Uplift, a payment option that allows consumers to book now and pay over time, launched in Canada earlier this year with Denise Heffron at the helm as Managing Director. Uplift is exclusively B2B and doesn’t work with consumers directly during the booking process. But Heffron says that since Uplift’s launch in Canada in March 2019, consumer feedback via client surveys suggests many consumers “wouldn’t have been able to travel without the help of Uplift, and they express a lot of gratitude.”
A number of U.S. suppliers have signed on with Uplift, and in Canada clients include TravelBrands, Travel Only and TPI.
Heffron says the company is pleased with what it has accomplished so far in Canada “and I would definitely say there is an appetite for our product.”
She adds: “A big part of what we offer is a way for our travel partners to help their clients plan and budget for their travel. Breaking the payments up over time makes things more manageable. We also offer a lot of flexibilty to travellers – no penalties for early payments and no penalties for late payments. As well we charge simple interest and payments are communicated clearly from the outset.”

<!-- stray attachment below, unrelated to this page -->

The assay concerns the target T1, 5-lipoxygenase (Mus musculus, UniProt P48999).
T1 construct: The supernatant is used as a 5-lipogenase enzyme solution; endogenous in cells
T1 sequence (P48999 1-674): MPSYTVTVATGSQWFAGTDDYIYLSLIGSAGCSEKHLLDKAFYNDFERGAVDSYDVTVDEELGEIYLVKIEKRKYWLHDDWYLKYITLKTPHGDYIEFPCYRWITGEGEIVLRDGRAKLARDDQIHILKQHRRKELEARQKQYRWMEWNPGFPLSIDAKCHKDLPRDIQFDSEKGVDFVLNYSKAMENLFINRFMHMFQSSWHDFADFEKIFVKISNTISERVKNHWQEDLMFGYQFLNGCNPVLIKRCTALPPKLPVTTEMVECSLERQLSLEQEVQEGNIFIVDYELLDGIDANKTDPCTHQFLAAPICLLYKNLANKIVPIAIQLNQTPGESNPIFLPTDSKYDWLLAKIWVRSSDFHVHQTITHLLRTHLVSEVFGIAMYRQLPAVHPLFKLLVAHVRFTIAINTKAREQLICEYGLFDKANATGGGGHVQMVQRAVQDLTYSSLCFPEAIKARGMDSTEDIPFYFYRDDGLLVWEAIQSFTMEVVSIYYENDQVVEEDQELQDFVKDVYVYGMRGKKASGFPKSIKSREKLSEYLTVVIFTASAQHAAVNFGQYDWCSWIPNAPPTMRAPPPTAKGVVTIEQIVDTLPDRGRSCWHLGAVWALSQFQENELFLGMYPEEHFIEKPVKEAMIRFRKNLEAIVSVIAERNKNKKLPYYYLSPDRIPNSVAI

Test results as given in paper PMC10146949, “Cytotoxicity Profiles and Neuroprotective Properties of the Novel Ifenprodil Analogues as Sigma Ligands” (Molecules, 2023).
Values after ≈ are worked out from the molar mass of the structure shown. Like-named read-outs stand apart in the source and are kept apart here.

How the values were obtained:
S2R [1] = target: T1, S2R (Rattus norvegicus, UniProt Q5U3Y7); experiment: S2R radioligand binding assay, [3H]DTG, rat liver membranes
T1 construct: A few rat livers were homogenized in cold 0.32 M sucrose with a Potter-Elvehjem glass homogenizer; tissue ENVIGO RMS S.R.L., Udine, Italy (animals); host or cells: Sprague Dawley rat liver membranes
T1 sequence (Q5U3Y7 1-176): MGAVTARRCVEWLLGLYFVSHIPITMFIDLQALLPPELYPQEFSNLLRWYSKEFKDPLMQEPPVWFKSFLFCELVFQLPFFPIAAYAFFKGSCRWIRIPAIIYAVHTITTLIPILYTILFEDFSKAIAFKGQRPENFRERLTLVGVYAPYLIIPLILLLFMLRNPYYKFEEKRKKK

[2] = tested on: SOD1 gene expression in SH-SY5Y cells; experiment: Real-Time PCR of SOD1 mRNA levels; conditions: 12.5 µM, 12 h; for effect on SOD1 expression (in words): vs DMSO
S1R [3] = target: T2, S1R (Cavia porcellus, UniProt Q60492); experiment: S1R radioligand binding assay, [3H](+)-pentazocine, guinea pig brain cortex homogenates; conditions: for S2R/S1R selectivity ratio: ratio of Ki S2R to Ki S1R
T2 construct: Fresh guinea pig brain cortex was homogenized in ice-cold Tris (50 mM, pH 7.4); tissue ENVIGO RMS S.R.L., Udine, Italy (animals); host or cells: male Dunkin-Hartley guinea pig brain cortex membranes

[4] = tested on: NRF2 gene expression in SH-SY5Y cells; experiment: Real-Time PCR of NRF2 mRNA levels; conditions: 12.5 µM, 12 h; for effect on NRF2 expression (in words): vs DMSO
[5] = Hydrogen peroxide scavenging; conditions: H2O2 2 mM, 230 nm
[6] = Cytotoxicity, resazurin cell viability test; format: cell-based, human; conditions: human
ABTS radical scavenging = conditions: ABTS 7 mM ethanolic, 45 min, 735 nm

FINDING THE RIGHT MATCH
Other players in the market include Z.I.P., the Zero Interest Program available through The Travel Agent Next Door. Many Canadian travellers remember the immensely popular vacation payment plan with Sears Travel.
Scott Penney, a Dartmouth, NS-based travel specialist and part of The Travel Agent Next Door network, says Z.I.P. “allows our clients to finance their vacations, and unlike other financing plans and credit cards, our clients simply pay a set financing fee and no interest.”
Penney adds: “I think this will be a game changer for us this year and already I have had clients take advantage of it. One of my clients is using it to take her grandkids to Cuba this year. She says she would not have been able to without this option. Another client used it to defer her final payment for a few months due to some unexpected costs this year. I believe this will be huge for us this year.”
For budget-sensitive clients, Penney says his strategy is to find out what clients feel comfortable spending if they still want to do a vacation, and work within that budget amount. “There are lots of options for different clients depending on their budget needs and generally we can find a solution that will be within their means and something they do feel comfortable with and a vacation they are going to enjoy. There are so many options and choices available so it’s about finding that match for our clients.”
HIGH SPEND IS GOOD NEWS
The good news, according to the Allianz Global survey, is that Canadians who are planning a winter vacation say they expect to spend an average total of $2,706, and that’s the highest anticipated spend since Allianz started collecting the data four years ago.
Regionally, the average anticipated spend is highest in the Prairie provinces at $3,365, and lowest in Quebec at $1,908. Ontarians expect to spend an average of $3,012.
Based on an average spend of almost $3,000 per household, the study projects Canadians will spend over $13.5 billion on winter vacations this year – up from $12.2 billion a year ago and up significantly from $10.7 billion in 2016, a jump of 25%.